Articles

In 1916, Americans danced to the phonograph, John D. Rockefeller became the world’s first billionaire, and more people rode a horse or walked to work than drove or rode in an automobile.
As America’s population continues to age, there’s more need than ever for increased access to diagnosis and treatment of rheumatic diseases. Consider that approximately 50 million Americans, or one in five adults, suffer from rheumatoid arthritis, lupus or other autoimmune diseases. Women are more likely than men to be affected, with some estimates indicating that 75 percent of those affected — some 37 million people — are female.
When Congress finally eliminated the SGR, which was the Medicare payment formula for physician services that caused much anxiety and frustration for physicians every December, it set the stage for a massive shift in the way Medicare pays physicians for their services. The Medicare Access and CHIP Reauthorization Act (MACRA) requires Medicare to begin paying physicians based in part on the “value” of the services they provide. Many believe this is the end of traditional fee-for-service, volume-based payments.
Ever since the first seemingly savvy saver stashed cash underneath a mattress, investors have turned toward safe harbors to help protect their hard-earned dollars. But despite a generally held belief, fixed-income investments and other finance fortresses aren’t fool proof in today’s turbulent market. There are hidden risks in seemingly sturdy spots — even holding cash — that could threaten the ongoing maintenance of your current standard of living.
The Fair Labor Standards Act (FLSA) new overtime rules are scheduled to go into effect on December 1, 2016. The new rule updates the regulations for determining whether “white collar” salaried employees are exempt from the FLSA minimum wage and overtime pay protections.
As all medical groups and practices battle some level of turnover with their physicians, it is important for any departing physician, and his or her employer, to know what obligations they have to notify patients of the departure. Ohio Revised Code § 4731.228 (the “Code”) states that health care entities are required to provide notice to a physician’s patient when that physician has been terminated. Under this section, “termination” means the end of a physician’s employment with a health care entity, for any reason.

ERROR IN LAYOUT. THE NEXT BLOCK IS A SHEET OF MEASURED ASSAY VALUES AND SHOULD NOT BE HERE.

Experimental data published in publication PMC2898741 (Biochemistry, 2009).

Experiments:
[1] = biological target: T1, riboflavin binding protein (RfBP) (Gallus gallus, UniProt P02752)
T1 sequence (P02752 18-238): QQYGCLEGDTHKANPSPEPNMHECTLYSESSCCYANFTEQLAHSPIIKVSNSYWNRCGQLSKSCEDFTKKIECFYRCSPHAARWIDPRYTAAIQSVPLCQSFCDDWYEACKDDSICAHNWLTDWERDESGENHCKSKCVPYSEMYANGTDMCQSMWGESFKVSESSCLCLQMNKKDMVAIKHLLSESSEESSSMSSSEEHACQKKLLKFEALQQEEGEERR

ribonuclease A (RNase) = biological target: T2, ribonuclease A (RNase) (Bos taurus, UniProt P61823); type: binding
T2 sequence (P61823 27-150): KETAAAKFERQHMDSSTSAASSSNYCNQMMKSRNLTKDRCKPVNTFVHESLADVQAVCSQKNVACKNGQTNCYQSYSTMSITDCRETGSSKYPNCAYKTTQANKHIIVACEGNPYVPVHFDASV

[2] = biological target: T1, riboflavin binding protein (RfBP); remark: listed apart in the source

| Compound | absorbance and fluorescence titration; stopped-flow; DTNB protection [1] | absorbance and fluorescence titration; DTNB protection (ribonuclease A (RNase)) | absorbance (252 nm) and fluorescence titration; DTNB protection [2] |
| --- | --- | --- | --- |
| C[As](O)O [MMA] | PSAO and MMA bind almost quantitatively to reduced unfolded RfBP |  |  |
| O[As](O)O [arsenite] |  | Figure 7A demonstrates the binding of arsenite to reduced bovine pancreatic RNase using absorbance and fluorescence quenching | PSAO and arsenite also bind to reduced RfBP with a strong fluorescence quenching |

Federal Judge Albert Diaz observed, “It seems as if even for well-intentioned healthcare providers, the Stark Law has become a booby trap rigged with strict liability and potentially ruinous exposure …”
Digital deformities, otherwise known as hammertoes, continue to be one of the most common conditions foot and ankle surgeons treat. It is estimated that nearly half of all forefoot surgical procedures are centered around digital deformity correction. It has been reported that about 20% of the United States population develops a digital deformity, with peak incidences in the 6th and 7th decades. Women are nearly 5 times more likely to develop digital deformities than men, and shoe-wearing societies demonstrate a significantly higher rate of deformity progression.
Ankle arthritis is a fairly common condition that occurs when the articular cartilage on the tibia and/or talus bones wears away. It most commonly occurs as a result of trauma (fractures or sprains), primary degenerative arthritis, or from an inflammatory condition, such as rheumatoid arthritis. 
In the first major trial of its kind, Cleveland Clinic researchers used a blinded rechallenge with atorvastatin or placebo to objectively confirm the presence of muscle-related symptoms in patients with a history of intolerance to multiple statins and found that evolocumab, a proprotein convertase subtilisin/kexin type 9 (PCSK9) inhibitor, was a more effective option to lower cholesterol than ezetimibe in these patients. 
For all employers that sponsor retirement plans, make sure you continue to stay current on potential changes with respect to who may be considered fiduciaries of your plan. After more than five years of debate as to the direction of the meaning of an investment advice “fiduciary” under Section 3(21) of the Employee Retirement Income Security Act of 1974 (ERISA), the United States Department of Labor (DOL) is moving ahead with its attempt to broaden its scope by redefining the current five-part test.
Intermetatarsal neuromas are a common cause of forefoot pain. They involve perineural fibrosis of a plantar intermetatarsal nerve (typically of the third intermetatarsal space) mediated by repetitive microtrauma.